Finance Minister Ahmed Galal affirmed to Beltone Financial Holding in a conference call that the interim government will “adopt policy reforms, as if the IMF was in town, but not necessarily along the IMF’s policies” and aims to reduce budget deficit from 13-14% to 9% in the next fiscal year, according to a statement the Cairo-based investment bank issued on Wednesday.
The conference call is the second held by Beltone following last week’s call with presidential advisor Mostafa Hegazy. Participants in these calls include investors and managers of global investment funds from the US, Europe, and the Middle East as well as sovereign funds.
During the call, Galal pointed out that the interim government was appointed at a time when all macroeconomic indicators signalled a very weak economy, including a budget deficit that reached 13-14% of GDP, borrowing costs had soared, poverty rate had increased and growth had slowed down considerably.
He said that the new interim government has decided to go for a path that “is really difficult to achieve,” which is bringing about macro stability specifically in terms of the budget deficit, while adopting an expansionary fiscal policy, in addition to addressing social inequality. This path was made more possible through the support provided from Saudi Arabia, the UAE and Kuwait totalling USD12 billion of which USD5 billion are already dispersed, Galal said, noting that this financial support provided the Ministry of Finance with room to manoeuvre to “achieve exactly what it aimed to achieve.”
However, external financing from Gulf countries will not make the government complacent and will not become an excuse for inaction, Galal said. One area of reform the ministry is actively pursuing is energy subsidy reforms which involve a three-phased plan, that is still not completely defined, but aims to end smuggling and leakage, the statement quoted Galal as saying. This is being achieved by using the so-called smart card system that will be implemented in the next two to three months. The second phase constitutes a plan for gradually closing the gap between international and domestic prices over two to three years.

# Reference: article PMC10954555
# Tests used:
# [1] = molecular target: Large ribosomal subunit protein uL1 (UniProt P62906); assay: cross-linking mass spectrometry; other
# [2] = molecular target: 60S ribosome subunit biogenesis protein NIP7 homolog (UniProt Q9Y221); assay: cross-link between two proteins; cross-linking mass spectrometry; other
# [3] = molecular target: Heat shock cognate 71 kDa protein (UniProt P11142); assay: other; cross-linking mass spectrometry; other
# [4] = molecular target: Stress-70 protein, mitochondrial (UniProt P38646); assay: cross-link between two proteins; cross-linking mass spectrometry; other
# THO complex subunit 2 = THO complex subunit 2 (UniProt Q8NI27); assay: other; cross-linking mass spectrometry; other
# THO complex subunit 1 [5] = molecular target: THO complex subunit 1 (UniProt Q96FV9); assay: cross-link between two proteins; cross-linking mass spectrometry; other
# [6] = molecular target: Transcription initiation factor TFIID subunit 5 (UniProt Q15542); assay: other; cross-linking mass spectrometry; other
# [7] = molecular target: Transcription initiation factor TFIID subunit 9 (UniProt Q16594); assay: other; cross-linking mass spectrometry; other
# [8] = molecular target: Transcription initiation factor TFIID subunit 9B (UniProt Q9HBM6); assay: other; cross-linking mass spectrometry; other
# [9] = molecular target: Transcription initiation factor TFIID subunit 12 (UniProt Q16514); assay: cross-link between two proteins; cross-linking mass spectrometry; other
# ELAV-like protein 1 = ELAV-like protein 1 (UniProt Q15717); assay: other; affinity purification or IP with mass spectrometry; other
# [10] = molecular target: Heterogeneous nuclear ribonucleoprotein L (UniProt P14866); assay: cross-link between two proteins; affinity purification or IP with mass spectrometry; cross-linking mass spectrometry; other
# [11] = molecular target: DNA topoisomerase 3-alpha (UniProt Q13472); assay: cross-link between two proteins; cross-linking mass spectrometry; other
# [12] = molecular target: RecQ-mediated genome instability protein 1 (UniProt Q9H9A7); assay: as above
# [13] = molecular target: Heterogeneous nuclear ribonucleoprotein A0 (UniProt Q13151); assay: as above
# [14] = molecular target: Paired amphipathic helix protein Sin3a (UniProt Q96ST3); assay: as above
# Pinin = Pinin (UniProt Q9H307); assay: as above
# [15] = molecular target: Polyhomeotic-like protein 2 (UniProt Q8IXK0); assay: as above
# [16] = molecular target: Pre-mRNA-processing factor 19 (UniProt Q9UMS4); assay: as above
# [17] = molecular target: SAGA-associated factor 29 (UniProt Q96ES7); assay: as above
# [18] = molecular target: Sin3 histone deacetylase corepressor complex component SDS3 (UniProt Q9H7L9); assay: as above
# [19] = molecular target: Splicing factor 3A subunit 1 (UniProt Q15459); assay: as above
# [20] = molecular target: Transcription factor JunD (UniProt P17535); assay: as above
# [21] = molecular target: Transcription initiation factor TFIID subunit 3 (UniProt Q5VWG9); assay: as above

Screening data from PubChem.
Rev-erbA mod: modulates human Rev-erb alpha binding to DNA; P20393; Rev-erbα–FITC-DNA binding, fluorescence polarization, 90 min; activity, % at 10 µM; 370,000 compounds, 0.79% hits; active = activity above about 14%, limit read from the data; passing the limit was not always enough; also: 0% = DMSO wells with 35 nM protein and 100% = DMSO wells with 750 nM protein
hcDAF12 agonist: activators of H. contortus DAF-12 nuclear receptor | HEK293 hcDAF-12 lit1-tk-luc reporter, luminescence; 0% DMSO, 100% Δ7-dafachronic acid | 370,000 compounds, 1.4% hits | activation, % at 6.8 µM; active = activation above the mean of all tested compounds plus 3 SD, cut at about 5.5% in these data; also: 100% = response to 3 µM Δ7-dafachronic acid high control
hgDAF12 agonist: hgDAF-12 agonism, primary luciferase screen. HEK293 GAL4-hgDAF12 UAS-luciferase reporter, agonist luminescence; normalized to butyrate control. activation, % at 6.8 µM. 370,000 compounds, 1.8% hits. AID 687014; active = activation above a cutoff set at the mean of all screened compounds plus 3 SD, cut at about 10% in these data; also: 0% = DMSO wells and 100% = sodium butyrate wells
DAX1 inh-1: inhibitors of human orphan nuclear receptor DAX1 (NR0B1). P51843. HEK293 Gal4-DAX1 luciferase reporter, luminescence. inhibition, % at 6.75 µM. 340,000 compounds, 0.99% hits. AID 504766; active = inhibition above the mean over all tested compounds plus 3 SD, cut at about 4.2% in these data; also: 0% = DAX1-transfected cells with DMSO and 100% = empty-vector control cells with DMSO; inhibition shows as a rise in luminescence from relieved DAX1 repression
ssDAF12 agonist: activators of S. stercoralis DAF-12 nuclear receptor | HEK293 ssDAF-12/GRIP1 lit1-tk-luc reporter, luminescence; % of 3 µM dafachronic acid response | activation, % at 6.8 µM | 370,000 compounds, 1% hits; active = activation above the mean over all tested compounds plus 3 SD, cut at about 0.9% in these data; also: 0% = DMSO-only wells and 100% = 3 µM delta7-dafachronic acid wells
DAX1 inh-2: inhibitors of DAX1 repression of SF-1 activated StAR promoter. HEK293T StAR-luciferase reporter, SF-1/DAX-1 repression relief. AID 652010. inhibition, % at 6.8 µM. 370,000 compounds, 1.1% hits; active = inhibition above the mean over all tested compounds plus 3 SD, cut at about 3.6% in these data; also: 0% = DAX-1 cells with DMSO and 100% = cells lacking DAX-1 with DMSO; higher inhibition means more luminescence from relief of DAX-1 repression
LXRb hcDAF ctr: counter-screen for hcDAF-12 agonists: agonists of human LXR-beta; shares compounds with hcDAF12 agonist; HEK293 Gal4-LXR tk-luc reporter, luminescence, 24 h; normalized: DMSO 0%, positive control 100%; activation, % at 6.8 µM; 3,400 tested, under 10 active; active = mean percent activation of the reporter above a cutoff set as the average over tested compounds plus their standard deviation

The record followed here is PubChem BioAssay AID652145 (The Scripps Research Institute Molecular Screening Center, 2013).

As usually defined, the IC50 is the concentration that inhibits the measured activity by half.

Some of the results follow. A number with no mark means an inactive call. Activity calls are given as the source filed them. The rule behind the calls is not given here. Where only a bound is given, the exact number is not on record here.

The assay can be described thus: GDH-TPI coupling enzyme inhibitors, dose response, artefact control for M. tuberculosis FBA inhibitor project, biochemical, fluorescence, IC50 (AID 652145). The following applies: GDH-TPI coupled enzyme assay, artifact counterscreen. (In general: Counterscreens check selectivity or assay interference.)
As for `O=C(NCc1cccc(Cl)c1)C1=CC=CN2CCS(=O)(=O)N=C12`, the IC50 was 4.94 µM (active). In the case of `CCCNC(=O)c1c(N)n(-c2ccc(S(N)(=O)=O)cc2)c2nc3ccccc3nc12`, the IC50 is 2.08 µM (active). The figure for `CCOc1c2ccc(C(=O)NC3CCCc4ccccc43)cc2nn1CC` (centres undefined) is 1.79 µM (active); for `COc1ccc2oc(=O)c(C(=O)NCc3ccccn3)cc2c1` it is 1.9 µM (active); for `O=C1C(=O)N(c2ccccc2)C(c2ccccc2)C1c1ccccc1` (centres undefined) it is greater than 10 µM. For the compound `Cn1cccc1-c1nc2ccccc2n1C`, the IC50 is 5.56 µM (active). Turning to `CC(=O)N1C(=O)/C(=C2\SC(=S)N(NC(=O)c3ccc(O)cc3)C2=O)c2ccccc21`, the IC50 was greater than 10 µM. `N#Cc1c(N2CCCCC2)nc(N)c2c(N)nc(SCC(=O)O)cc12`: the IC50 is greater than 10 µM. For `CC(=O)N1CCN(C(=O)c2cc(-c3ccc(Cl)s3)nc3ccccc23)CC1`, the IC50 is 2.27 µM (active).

Galal added that the economy is growing below its potential of at least 4-4.5% GDP, leaving considerable room for growth without creating inflationary pressures. Since boosting growth is the ultimate objective of the ministry, the ministry believes this is not the right time to increase taxes. However, the ministry is working on some tax reforms, which include replacing sales taxes with a Value Added Tax system (VAT), which will help increase tax revenues, and moving ahead with implementing the real estate tax.
On the recently announced stimulus package of EGP 22.3bn, the funds will be directed toward investments in infrastructure of all kinds. The source of funding of the package is the grants pledged and received and some other areas of savings within the budget. This will allow the government to expand without widening the budget deficit.
Galal noted that this is only the first phase of stimulus spending. When additional funding is received, the government will launch more stimulus packages, with the ministry increasing public investment across all sectors to boost economic growth. The government aims to achieve at least 3.5% real GDP growth in FY13/14.
The minister added that the government aims to reduce the need for borrowing from the domestic market, allowing banks to increase credit to the private sector.
The ministry said it believes that it has a “very comfortable” plan to achieve major objectives that it has set forth, and is already moving in that direction, adopting a number of reforms that will pave the way for subsequent governments.
An economic plan and the political roadmap, in addition to government’s aim to provide an investment climate conducive for investments should help attract FDI inflows back to Egypt, Galal said.